China, India and us
By S. Akbar Zaidi, Dawn, August 16, 2008
IN 2004, I was invited as a visiting professor to teach a course at the School of Advanced International Studies (SAIS) at the Johns Hopkins University in Washington D.C. I taught a course on the political economy of the development of South Asia, to postgraduate students, many of whom were second-generation, US-born Indian and Pakistani Americans.
Washington D.C. is not known as a town which has a very vigorous and exciting academic environment or reputation, perhaps with the exception of SAIS, despite the fact that it houses some quality universities.
Since it is the seat of government, it is known more for its non-governmental policy input and influence. It has numerous ‘think tanks’, an oxymoron if ever there was one, all of which are involved in research, policy and advice, which produces an environment very different from that of a university campus.
While the quality of research and output from many of these think tanks is quite good, though highly varied, the nature of enquiry varies markedly from the way research is conducted and produced in universities. Perhaps the one clear difference is that think tanks focus on perceived ‘problems’, find policy ‘solutions’, and are seldom shy of giving authoritative advice to their own government as well as to other countries.
Moreover, the output from such think tanks involves far greater input and suggestions from those who themselves are involved in making policy, while the university environment allows the production of a far wider canvas of knowledge, both theoretical and applied.
In 2004, at the time when President George W. Bush was seeking re-election, whenever a discussion would take place about South Asia or Asia or the world more generally, one would constantly hear of China’s success and how it had emerged as a great global economic and regional political power. In 2004, often India would be added on as a potential economic power as well, but always as an afterthought.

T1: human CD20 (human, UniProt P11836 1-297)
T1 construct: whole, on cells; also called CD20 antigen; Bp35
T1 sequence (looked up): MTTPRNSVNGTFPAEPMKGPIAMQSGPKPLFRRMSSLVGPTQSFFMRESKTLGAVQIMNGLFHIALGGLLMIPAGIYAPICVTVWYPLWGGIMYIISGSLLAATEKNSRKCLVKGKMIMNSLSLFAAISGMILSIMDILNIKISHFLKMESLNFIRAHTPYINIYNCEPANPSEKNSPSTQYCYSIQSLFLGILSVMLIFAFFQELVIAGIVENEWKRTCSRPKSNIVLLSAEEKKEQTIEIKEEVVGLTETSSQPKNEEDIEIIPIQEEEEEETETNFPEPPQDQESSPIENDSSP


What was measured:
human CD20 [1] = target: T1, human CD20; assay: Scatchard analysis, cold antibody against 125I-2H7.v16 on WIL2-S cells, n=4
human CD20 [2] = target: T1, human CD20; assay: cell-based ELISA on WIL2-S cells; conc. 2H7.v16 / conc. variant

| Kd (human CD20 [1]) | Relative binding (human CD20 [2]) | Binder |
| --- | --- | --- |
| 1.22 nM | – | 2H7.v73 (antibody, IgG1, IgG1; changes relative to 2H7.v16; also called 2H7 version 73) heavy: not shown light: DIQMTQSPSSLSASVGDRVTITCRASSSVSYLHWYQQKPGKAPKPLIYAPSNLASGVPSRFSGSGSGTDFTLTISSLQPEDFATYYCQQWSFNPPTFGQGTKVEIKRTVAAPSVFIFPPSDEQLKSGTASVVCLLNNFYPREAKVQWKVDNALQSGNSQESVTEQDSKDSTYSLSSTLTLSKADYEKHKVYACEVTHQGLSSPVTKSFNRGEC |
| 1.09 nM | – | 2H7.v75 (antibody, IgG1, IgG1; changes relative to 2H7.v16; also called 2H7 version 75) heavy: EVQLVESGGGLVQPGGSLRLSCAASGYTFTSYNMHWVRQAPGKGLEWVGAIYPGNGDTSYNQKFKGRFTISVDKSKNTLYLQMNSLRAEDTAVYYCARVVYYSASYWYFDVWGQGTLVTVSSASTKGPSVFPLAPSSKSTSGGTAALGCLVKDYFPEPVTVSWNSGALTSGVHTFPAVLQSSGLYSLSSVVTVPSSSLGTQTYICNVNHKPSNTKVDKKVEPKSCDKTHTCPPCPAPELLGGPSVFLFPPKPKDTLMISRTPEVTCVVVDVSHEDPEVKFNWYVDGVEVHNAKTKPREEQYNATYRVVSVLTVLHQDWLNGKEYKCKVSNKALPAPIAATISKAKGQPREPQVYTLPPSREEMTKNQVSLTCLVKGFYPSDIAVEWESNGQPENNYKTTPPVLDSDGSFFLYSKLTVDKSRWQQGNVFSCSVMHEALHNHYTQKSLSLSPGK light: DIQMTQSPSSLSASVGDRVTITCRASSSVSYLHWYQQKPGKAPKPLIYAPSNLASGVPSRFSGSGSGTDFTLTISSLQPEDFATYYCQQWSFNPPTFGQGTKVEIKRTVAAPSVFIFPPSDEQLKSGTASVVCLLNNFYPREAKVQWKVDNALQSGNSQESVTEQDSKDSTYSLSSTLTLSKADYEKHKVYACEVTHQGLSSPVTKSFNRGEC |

Pakistan at that time was always marginal to the main arguments related to progress and development, and while the US had occupied Afghanistan and there was a war going on on Pakistan’s borders, the US administration’s main interest was Iraq. During this period, Pakistan was a stable country being ruled by a military general well supported by President Bush. Many analysts had written at that time that the Nov 2004 US elections were as critical for President Bush as they were for his friend, Gen Musharraf.
Having just spent another few months lecturing and doing research in the US, I observed that the two most marked changes that have come about in Washington’s perception in this regard are as follows. India is no longer seen as another possible giant like China, but is always mentioned alongside China, as ‘China and India’. Half the world’s energy problems, its environmental problems, food shortages, etc. are (incorrectly) blamed on the high growth in ‘China and India’. At the same time, both China and India, and no longer China alone, are also seen as possible solutions to many of the world’s problems.